Relational psychiatry takes an anti-mechanistic approach to life, including human life. Despite its attractions from Descartes onwards (see eg. previous post), a mechanistic conception of nature fails to provide a complete characterisation of living systems (see eg. another previous post). Medical psychology therefore needs to take a pragmatic anthropological approach as a mechanistic psychology is impossible to realise in practice. It needs to focus on the person-environment interaction.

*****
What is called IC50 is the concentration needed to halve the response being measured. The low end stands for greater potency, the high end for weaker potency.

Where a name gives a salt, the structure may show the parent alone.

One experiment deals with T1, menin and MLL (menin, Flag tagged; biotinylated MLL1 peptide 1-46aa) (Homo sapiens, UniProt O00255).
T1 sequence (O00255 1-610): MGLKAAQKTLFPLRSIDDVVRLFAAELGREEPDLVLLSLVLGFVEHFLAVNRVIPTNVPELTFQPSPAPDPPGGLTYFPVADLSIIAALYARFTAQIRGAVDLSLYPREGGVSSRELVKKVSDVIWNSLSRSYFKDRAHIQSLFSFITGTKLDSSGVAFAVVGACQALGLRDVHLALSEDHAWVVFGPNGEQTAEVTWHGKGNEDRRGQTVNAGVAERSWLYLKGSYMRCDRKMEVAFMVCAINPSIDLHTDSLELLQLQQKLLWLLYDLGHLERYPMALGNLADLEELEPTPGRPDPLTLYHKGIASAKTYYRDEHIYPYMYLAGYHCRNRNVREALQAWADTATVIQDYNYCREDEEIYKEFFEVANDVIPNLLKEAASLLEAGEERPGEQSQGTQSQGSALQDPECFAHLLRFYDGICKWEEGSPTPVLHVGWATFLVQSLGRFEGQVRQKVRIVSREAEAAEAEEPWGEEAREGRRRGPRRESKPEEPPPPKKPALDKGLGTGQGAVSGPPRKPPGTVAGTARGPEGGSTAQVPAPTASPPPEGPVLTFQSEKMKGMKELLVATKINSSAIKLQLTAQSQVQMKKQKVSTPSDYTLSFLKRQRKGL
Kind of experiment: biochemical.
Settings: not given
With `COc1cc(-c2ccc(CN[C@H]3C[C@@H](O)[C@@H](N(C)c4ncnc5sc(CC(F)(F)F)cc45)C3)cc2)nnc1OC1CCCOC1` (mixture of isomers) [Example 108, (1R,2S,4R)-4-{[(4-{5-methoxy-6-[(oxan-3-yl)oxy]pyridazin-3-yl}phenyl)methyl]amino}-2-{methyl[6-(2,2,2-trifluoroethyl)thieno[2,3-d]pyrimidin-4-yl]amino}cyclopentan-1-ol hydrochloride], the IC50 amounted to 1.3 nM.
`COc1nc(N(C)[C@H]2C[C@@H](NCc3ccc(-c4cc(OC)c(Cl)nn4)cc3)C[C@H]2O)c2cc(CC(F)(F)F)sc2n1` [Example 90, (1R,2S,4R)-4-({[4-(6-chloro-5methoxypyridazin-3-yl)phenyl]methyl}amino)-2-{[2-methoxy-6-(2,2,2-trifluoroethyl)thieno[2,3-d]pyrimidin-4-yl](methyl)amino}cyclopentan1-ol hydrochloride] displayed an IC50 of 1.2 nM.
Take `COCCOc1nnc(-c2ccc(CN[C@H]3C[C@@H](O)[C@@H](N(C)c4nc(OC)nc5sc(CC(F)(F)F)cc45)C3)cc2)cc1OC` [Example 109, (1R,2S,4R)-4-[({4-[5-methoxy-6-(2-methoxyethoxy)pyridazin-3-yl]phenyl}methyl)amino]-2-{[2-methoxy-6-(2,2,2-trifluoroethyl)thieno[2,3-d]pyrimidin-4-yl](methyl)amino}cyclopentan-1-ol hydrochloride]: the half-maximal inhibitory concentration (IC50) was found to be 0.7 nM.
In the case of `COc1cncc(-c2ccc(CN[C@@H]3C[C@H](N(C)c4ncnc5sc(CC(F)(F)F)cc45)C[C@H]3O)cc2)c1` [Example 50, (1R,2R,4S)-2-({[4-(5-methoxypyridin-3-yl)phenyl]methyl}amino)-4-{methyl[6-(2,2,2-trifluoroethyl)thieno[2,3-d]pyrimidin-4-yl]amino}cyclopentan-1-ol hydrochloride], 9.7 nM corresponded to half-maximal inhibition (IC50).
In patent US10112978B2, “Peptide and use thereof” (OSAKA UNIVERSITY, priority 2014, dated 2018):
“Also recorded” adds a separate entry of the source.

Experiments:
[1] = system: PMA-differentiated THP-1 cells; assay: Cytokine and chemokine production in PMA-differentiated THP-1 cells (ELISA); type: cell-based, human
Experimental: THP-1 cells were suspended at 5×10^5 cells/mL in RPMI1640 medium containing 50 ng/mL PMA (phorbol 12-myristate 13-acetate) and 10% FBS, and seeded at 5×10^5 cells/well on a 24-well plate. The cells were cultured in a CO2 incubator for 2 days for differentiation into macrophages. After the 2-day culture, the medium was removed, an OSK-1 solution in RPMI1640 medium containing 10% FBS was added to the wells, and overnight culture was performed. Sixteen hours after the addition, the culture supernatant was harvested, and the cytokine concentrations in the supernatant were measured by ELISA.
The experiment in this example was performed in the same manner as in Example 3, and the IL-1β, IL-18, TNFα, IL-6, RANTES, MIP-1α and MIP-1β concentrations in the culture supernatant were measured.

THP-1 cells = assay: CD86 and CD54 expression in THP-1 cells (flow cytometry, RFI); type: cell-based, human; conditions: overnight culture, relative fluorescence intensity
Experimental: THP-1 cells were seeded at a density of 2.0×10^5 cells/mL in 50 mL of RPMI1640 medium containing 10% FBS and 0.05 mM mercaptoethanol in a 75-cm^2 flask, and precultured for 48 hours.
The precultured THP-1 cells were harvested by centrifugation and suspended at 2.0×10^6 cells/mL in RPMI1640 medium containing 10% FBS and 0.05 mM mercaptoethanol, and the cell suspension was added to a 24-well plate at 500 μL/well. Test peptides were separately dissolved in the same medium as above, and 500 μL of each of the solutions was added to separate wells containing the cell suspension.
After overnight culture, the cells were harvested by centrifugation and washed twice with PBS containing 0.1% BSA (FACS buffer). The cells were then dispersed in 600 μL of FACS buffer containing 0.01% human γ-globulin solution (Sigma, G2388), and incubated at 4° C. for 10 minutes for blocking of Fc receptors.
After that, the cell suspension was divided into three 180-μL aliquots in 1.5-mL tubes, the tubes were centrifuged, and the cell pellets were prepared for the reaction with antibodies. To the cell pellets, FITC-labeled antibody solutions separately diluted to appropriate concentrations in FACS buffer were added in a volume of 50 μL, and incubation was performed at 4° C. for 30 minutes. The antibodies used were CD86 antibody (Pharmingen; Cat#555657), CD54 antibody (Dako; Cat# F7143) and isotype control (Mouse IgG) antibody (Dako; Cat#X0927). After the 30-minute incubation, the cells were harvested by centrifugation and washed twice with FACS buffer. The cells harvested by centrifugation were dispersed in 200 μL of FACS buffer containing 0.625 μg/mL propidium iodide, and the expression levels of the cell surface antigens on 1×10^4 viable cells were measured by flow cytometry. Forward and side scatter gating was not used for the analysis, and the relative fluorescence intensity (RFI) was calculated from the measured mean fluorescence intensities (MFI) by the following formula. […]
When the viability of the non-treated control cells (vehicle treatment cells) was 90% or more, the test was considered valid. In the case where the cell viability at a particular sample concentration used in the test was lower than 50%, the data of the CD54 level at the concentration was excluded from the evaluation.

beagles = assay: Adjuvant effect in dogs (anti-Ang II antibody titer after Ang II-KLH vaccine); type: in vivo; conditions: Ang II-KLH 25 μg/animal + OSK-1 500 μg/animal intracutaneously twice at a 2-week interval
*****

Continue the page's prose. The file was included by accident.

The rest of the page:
The implications are that there is nothing else apart from the therapeutic relationship, both individual and group, in psychiatric treatment (although I agree with Richard that this position forms part of the definition of relational psychiatry, as it doesn't' necessarily follow from what I am saying about mechanistic psychology). I also agree with Richard that actual clinical practice is not necessarily the same as theoretical practice. Relational psychiatry does need to actually make psychiatry more relational. This means that practice needs to be truly person-centred (see eg. previous post). As Richard points out, the current Royal College of Psychiatrists' curriculum doesn't even make this clear.